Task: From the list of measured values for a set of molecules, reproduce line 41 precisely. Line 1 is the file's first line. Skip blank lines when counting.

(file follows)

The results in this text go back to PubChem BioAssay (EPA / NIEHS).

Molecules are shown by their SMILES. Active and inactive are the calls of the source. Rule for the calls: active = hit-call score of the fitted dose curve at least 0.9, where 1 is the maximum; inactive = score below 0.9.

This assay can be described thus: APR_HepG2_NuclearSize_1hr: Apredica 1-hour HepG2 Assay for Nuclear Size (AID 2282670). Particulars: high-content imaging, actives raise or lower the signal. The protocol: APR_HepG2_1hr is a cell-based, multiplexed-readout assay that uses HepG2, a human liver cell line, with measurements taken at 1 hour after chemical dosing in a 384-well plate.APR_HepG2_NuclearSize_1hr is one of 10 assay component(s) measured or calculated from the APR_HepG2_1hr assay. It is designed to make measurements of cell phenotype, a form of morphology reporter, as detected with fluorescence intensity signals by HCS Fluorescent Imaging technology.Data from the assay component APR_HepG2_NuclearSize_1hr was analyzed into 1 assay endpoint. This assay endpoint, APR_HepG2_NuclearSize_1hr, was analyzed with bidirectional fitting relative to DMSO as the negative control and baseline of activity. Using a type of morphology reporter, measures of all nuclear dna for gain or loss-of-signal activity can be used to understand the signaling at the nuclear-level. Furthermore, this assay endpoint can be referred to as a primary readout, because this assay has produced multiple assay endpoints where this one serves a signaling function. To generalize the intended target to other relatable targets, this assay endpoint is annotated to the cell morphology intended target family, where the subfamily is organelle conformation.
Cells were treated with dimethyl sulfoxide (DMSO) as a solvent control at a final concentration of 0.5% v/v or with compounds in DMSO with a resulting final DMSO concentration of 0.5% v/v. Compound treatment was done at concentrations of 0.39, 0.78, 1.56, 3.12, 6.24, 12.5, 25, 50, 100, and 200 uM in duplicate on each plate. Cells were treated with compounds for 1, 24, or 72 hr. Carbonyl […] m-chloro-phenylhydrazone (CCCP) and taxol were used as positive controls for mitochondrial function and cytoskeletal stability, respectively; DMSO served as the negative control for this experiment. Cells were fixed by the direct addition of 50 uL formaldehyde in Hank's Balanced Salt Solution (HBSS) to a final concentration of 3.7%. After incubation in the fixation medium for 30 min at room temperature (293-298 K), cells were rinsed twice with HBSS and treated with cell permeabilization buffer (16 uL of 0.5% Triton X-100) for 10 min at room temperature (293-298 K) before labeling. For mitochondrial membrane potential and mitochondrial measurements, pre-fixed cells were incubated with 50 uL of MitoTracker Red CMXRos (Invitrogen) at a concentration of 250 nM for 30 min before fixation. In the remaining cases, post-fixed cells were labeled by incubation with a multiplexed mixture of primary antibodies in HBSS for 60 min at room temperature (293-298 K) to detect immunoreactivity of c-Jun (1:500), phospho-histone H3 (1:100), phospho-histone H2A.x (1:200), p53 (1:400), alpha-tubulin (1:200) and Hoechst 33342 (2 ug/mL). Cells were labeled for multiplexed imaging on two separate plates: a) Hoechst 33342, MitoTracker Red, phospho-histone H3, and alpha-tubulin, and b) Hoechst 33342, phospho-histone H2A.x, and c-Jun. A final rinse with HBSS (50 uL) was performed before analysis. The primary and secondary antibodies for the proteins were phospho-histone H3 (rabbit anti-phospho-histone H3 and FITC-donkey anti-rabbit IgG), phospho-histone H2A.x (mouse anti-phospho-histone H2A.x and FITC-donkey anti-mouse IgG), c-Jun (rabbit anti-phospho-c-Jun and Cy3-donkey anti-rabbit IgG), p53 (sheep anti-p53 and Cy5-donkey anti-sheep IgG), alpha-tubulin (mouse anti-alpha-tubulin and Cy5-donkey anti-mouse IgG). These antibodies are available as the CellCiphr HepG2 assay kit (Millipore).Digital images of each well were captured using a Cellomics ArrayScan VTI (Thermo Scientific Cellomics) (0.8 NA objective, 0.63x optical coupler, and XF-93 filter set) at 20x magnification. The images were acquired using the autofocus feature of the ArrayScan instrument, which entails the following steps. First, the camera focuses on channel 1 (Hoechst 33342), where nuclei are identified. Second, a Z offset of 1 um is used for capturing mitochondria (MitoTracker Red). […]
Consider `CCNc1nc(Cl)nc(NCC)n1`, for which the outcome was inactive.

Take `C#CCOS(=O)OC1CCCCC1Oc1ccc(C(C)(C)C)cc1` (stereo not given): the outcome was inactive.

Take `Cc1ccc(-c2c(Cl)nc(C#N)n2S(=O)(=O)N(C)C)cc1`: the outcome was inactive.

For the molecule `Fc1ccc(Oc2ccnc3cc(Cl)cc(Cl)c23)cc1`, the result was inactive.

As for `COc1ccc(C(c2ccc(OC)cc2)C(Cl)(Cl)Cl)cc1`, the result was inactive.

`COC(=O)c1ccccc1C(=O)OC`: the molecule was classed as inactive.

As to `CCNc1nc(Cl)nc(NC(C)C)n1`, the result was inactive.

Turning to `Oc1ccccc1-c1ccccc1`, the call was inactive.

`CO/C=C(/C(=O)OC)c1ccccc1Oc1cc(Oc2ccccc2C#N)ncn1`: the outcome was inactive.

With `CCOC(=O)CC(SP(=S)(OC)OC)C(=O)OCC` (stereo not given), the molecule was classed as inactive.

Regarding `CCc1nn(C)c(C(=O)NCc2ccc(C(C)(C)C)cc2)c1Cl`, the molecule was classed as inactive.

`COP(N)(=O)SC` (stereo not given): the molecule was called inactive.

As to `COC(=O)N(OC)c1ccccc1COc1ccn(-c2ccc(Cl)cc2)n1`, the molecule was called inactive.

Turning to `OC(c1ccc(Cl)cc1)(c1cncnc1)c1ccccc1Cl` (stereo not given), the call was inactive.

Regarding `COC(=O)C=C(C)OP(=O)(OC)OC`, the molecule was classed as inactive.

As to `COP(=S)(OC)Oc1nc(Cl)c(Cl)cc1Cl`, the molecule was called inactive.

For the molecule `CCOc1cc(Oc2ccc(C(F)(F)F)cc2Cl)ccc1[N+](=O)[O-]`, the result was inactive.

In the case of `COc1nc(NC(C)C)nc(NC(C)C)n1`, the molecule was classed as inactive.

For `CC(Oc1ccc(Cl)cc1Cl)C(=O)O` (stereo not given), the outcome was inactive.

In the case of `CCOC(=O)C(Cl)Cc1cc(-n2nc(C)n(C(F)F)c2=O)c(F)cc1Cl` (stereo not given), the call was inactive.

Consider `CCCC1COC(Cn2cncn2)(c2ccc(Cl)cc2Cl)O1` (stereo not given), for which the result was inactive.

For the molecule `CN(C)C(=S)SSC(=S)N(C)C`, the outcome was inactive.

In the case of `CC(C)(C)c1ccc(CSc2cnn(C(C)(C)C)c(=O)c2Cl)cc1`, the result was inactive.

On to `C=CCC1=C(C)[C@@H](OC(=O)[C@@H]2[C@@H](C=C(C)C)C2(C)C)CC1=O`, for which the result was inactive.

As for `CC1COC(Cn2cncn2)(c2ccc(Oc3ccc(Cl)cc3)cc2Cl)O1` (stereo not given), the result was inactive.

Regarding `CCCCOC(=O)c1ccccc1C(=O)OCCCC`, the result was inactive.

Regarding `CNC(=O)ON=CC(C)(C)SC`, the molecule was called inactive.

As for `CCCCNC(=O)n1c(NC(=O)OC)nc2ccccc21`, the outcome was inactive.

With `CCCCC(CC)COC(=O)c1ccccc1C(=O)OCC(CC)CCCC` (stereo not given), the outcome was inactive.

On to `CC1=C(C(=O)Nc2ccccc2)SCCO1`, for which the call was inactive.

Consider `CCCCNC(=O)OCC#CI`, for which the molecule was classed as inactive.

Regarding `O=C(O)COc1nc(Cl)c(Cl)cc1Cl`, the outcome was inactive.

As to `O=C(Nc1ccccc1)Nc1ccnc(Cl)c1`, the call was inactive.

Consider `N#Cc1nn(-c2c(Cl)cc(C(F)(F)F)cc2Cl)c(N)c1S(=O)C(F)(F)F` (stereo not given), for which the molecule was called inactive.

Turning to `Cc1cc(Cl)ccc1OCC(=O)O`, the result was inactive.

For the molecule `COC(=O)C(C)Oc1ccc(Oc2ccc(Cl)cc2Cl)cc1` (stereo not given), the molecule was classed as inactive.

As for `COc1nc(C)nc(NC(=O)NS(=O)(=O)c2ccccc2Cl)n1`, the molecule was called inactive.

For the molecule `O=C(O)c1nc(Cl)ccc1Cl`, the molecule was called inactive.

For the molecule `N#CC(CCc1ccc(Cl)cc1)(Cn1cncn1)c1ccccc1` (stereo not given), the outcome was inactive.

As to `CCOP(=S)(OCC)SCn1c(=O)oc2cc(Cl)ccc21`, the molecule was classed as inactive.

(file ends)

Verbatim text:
As for `COc1nc(C)nc(NC(=O)NS(=O)(=O)c2ccccc2Cl)n1`, the molecule was called inactive.